It would be quite possible to meet the Provincial growth target with lower densities overall and buildings that are mid rise – not high rise.

This email comes from Anna O'Rourke who is the spokeswoman for the Slessor Square Residents' Group. You can find the Appeal letter and letter to Newmarket Mayor, Tony Van Bynen, in the documents section in the file marked developer.
Hi Everyone

I just want to let you know that the Slessor group has filed with the OMB. Please find attached their application as well as correspondence that explains the process as provided by Councillor Hempen. The Town has not taken a position on the appeal at this point.
This is obviously very disappointing as we have had numerous meetings with the Slessor group. They are aware of our concerns regarding height, density and traffic, but are still moving ahead with an appeal.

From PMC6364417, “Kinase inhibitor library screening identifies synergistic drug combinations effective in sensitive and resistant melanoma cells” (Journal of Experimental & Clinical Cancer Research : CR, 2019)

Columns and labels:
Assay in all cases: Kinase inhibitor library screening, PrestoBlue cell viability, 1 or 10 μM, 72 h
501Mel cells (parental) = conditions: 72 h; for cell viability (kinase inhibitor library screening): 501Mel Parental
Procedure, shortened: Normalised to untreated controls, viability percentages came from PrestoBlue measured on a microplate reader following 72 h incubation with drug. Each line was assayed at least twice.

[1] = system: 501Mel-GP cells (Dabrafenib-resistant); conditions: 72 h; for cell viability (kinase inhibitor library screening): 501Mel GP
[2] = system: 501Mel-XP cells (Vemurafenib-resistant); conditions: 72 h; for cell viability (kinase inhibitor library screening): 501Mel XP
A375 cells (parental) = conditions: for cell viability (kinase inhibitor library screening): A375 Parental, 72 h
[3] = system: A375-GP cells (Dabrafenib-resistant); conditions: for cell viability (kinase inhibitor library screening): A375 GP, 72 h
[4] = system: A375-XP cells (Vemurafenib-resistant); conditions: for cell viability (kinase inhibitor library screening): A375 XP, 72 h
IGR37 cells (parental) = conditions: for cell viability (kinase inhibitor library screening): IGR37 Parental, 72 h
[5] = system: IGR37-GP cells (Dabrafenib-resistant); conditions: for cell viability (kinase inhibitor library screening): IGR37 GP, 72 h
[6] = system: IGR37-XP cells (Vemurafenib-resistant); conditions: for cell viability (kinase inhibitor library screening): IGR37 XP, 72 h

Councillor Hempen is aware that we hope that planning and council will realize our concerns regarding density and the amount of traffic this will cause on the Yonge/Davis corridor.
This is all the information I have at this time. I will keep you posted as information becomes available.
By separate email I will also send to Theresa Latchford at the Era Banner.
Anna O'Rourke

The Chair of York Region, Bill Fisch, pocketed a useful $207,000 last year.

But, curiously, he wasn’t elected by the people he serves.

Does it matter? Should we care?

Fisch was indirectly elected by members of the regional council thirteen years ago and he has been cemented into the top job ever since.